I wondered why you chose to go that route and I now have my answer. But I am surprised that your readers question your interest in fiction. Everybody loves a good story. Jesus knew it and that is why he taught through parables.

    Let us know when to expect to see your latest work in the bookstores.

  6. When I was writing full-time, people used to come to me fairly regularly with book ideas. It was always the same: I’ll give you the idea, you do the writing, and we’ll split the money 50-50. I finally found a good answer: let them keep all the profits, but I’ll charge $30/hr. up-front to write the book. No takers so far.

    Being a “Renassance man” is indeed one of the best qualifications for being a novelist. All the best for you, Dan.

  7. rev-ed

    I tell every one of those folks the same harsh truth: Unless you’re a recognizable name, no one cares how amazing your triumph over adversity is.

    Unless you can get Oprah to recommend it… 😉

  8. Rick Creech


    I have been reading your blog longer than any other blog out there. I was disappointed about your novel not working out, because I do not read much fiction but I was going to get your book. I was actually looking forward to seeing how you do fiction. This is my question, have you ever thought about doing a mini series of fiction or something like that with a blog??? Until you get one published, maybe that would be a way of generating interest with your fiction??? I don’t know, you have probably already thought about this, but I for one would be interested in reading something like that. Just thought I’d throw that at you. I know that you are busy, but I would like to know your thoughts on these things.

  9. Tried to post this earlier today, but Blogger wasn’t expiring my visual “word identification” letters for some odd reason. They always came up the same and never matched back to Blogger as a result. Now it works!


    If fiction is the redheaded stepchild, then poetry is the crazy aunt locked away in the attic. “Shh! Don’t even think about her and maybe she’ll leave us alone!”

    Here’s how the market approaches novels:

    “We’ll give you a $7,000 advance, and negotiate the royalties.”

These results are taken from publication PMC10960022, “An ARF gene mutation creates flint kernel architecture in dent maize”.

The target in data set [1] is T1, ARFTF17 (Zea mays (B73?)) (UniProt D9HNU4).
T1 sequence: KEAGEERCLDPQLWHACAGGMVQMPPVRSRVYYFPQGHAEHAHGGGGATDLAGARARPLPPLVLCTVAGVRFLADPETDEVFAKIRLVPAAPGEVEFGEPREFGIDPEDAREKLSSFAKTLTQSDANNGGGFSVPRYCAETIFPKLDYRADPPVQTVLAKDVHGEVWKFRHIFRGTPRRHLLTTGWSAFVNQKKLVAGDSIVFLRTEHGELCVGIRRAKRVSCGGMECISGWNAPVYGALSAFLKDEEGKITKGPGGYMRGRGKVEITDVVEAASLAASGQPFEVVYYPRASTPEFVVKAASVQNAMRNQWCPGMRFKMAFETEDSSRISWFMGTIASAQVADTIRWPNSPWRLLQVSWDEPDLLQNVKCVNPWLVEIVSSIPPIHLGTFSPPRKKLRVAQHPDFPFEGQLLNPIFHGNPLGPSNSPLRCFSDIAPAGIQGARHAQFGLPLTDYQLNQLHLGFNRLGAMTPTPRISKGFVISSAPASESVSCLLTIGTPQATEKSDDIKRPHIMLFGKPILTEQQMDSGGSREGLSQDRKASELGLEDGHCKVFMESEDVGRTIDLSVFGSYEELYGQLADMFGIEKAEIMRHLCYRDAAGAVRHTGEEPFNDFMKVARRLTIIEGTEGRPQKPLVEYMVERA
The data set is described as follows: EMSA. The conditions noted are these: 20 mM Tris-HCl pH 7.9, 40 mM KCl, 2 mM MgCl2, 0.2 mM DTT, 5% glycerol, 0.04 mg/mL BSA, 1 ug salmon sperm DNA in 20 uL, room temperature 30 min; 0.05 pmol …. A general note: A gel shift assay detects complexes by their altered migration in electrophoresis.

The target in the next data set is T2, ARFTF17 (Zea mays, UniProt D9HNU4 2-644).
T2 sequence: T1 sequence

And now, poetry:

    “If you give us $100, we’ll publish your poetry—and no rhyming stuff, either!”

    There’s no money in poetry at all. For all intents and purposes, poetry is totally dead in this country.

    I’m not exempt from that lack of interest. I was just trying to remember who the Poet Laureate of the United States is right now and no name came to mind.

    I wrote poetry for a while, but gave up on it. I try to keep some of the consonance, assonance, and alliteration of poetry in my fiction, so it wasn’t a total loss.

    I entered a Christian-themed rhyming poem in Writers Digest’s annual writing contest. It placed 77th out of 2,800+ poetry entries, so it had a respectable showing. It’s called “Winter” and has a basic idea of waiting for the Lord to return, comparing that waiting to being frozen in winter. Yes, it rhymes, but has a very unusual rhyming pattern, which I think is one of the reasons the judges found it appealing.

    I’d love for more people to read my poetry, but I’d really prefer not to give it away for free. That’s the constant struggle for people who make their living writing.

  10. Travis,

    What I read in fiction is rather limited. The fiction I enjoy is:

    * Humor (Think along the lines of Wodehouse, Douglas Adams, and Jasper Fforde. In other words, highly ironic and wry British type stuff.)
    * Science fiction (with a little fantasy)
    * Magic realism
    * Anything speculative, even verging into types of horror (which I consider even harder to write than humor.)

    Now that I’ve delineated what I read, you’ll notice that all those genres are virtually non-existent in Christian fiction. I would like to rectify that. However, at the American Christian Fiction Writer’s conference that I went to about six months ago, the very genres I listed above were the ones that editors said they weren’t buying.

    What does that tell you?

    That’s why there isn’t any fiction in my sidebar. This is not to say that there’s not great Christian fiction out there. There are some highly talented Christian writers who read this blog! But virtually no one is writing the kind of stuff I typically read.

    Now my wife reads a ton of fantasy and sometimes science fiction, and she read a sf series by Kathy Tyers that she loved. However, my understanding is that Tyers isn’t really writing anymore. That’s a shame. Unfortunately, I did not have an opportunity to read that series.

    My novel Fade into Blue (don’t get attached to that title, since publishers love to tweak titles) is a blend of Lewis Carroll’s Wonderland books and C.S. Lewis’s Space Trilogy, so you can tell where I’m going with it. I also wrote a very funny satirical retro sf novel with teenage protagonists, and though my writers group loved it, they all said the same thing: you don’t have a market. The novel I’m finishing up should rectify that since I’m aiming it squarely at women sf and fantasy readers who also like romance. Guys should like it, too, but Christian women buy 85% of the fiction out there, so you have to hit that demographic or you’re hurtin’ for certain.